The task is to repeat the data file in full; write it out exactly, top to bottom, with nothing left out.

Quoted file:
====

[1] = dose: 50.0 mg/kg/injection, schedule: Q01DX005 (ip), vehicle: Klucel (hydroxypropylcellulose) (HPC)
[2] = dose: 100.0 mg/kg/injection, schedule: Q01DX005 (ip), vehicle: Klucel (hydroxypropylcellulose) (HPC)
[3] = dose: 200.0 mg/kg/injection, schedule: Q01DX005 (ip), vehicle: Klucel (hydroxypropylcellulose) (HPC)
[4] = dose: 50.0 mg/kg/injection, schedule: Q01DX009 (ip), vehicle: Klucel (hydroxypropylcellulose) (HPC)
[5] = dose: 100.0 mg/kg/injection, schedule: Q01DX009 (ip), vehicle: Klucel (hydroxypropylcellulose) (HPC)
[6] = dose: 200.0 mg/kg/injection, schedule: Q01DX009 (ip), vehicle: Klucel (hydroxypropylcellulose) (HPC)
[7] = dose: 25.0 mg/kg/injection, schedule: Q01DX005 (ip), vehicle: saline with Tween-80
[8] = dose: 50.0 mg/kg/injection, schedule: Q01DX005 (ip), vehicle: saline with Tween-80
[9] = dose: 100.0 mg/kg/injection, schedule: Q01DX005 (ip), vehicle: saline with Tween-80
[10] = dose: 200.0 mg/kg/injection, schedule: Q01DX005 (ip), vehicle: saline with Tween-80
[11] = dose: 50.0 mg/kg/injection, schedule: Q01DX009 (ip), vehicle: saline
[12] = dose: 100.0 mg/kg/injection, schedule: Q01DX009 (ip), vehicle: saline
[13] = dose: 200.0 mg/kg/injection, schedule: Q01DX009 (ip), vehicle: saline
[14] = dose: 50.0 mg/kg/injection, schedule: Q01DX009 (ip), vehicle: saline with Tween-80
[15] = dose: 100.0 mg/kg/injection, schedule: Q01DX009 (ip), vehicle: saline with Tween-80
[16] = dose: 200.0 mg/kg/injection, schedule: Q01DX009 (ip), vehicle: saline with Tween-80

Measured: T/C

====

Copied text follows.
[1] = dose: 50.0 mg/kg/injection, schedule: Q01DX005 (ip), vehicle: Klucel (hydroxypropylcellulose) (HPC)
[2] = dose: 100.0 mg/kg/injection, schedule: Q01DX005 (ip), vehicle: Klucel (hydroxypropylcellulose) (HPC)
[3] = dose: 200.0 mg/kg/injection, schedule: Q01DX005 (ip), vehicle: Klucel (hydroxypropylcellulose) (HPC)
[4] = dose: 50.0 mg/kg/injection, schedule: Q01DX009 (ip), vehicle: Klucel (hydroxypropylcellulose) (HPC)
[5] = dose: 100.0 mg/kg/injection, schedule: Q01DX009 (ip), vehicle: Klucel (hydroxypropylcellulose) (HPC)
[6] = dose: 200.0 mg/kg/injection, schedule: Q01DX009 (ip), vehicle: Klucel (hydroxypropylcellulose) (HPC)
[7] = dose: 25.0 mg/kg/injection, schedule: Q01DX005 (ip), vehicle: saline with Tween-80
[8] = dose: 50.0 mg/kg/injection, schedule: Q01DX005 (ip), vehicle: saline with Tween-80
[9] = dose: 100.0 mg/kg/injection, schedule: Q01DX005 (ip), vehicle: saline with Tween-80
[10] = dose: 200.0 mg/kg/injection, schedule: Q01DX005 (ip), vehicle: saline with Tween-80
[11] = dose: 50.0 mg/kg/injection, schedule: Q01DX009 (ip), vehicle: saline
[12] = dose: 100.0 mg/kg/injection, schedule: Q01DX009 (ip), vehicle: saline
[13] = dose: 200.0 mg/kg/injection, schedule: Q01DX009 (ip), vehicle: saline
[14] = dose: 50.0 mg/kg/injection, schedule: Q01DX009 (ip), vehicle: saline with Tween-80
[15] = dose: 100.0 mg/kg/injection, schedule: Q01DX009 (ip), vehicle: saline with Tween-80
[16] = dose: 200.0 mg/kg/injection, schedule: Q01DX009 (ip), vehicle: saline with Tween-80

Measured: T/C